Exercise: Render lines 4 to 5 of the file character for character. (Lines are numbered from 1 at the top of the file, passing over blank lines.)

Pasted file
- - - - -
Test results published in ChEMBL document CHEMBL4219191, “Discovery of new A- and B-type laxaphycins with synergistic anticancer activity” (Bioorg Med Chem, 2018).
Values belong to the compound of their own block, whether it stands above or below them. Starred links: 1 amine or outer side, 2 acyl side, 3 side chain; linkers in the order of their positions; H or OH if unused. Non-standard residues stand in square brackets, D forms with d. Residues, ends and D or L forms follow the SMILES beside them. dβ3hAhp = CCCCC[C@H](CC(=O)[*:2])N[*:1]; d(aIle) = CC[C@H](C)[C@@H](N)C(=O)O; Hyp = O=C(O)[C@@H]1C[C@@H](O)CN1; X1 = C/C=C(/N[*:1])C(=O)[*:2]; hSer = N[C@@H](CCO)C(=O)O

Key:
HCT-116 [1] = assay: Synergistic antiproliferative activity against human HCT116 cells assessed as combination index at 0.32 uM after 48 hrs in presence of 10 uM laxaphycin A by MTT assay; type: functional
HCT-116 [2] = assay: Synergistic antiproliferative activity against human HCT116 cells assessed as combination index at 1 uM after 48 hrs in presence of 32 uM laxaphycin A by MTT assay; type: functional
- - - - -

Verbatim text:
HCT-116 [1] = assay: Synergistic antiproliferative activity against human HCT116 cells assessed as combination index at 0.32 uM after 48 hrs in presence of 10 uM laxaphycin A by MTT assay; type: functional
HCT-116 [2] = assay: Synergistic antiproliferative activity against human HCT116 cells assessed as combination index at 1 uM after 48 hrs in presence of 32 uM laxaphycin A by MTT assay; type: functional